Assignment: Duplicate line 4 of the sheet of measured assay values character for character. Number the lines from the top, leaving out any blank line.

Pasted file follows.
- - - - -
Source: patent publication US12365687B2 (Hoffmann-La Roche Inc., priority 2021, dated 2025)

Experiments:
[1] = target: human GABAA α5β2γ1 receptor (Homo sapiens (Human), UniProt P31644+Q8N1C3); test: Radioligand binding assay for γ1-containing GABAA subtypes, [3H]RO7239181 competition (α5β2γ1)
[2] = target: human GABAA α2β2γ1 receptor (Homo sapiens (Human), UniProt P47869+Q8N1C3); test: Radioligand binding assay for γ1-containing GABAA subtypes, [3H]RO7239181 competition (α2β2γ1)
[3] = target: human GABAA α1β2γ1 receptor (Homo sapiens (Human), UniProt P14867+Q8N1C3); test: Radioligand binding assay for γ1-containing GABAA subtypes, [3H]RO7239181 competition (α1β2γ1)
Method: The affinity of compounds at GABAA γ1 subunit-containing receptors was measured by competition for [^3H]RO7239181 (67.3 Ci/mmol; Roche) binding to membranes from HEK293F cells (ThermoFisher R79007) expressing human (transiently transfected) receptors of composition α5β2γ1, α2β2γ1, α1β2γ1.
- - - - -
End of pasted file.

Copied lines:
[2] = target: human GABAA α2β2γ1 receptor (Homo sapiens (Human), UniProt P47869+Q8N1C3); test: Radioligand binding assay for γ1-containing GABAA subtypes, [3H]RO7239181 competition (α2β2γ1)